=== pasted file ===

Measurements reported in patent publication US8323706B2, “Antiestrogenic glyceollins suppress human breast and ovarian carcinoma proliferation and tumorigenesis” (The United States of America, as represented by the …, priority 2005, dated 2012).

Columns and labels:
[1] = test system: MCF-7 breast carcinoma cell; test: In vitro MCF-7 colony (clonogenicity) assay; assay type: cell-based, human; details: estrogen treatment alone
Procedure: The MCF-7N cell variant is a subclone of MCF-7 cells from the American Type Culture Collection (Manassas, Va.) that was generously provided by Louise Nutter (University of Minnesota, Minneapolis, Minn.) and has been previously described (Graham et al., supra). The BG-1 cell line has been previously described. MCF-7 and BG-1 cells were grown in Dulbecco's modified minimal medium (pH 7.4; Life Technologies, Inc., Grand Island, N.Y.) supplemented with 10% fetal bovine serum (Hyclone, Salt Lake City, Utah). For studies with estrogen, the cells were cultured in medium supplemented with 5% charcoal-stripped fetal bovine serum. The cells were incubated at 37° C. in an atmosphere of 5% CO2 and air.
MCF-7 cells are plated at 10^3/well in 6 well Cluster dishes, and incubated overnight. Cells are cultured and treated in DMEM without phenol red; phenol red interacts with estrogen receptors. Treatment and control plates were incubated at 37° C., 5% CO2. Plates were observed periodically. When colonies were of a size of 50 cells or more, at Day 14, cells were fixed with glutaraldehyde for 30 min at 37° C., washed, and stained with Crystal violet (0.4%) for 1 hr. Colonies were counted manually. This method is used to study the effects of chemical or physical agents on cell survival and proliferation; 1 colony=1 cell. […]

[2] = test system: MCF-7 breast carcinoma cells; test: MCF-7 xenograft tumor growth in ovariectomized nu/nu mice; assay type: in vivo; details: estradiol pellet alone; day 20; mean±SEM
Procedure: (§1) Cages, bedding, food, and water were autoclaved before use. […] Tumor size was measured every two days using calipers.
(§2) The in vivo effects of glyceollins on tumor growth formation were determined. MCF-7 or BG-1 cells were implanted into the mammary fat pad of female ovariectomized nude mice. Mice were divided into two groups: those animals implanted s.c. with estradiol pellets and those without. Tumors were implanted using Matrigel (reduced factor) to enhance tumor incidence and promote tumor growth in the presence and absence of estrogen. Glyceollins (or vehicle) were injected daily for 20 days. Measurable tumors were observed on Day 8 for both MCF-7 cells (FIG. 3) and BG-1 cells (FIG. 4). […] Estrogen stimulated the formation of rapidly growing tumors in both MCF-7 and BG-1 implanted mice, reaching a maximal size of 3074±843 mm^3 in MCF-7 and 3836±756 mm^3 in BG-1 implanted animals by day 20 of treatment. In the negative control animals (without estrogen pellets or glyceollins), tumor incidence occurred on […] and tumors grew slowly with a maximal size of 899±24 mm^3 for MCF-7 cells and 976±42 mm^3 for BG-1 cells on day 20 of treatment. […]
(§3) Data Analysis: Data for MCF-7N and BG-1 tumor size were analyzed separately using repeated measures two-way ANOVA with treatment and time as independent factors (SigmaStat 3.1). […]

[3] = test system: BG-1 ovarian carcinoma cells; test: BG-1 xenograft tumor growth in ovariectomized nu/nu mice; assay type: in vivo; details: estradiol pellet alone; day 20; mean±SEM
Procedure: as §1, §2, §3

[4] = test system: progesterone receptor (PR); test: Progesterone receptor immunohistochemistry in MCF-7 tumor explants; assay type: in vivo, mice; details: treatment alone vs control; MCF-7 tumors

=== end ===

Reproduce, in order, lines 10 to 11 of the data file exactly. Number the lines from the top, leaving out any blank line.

[3] = test system: BG-1 ovarian carcinoma cells; test: BG-1 xenograft tumor growth in ovariectomized nu/nu mice; assay type: in vivo; details: estradiol pellet alone; day 20; mean±SEM
Procedure: as §1, §2, §3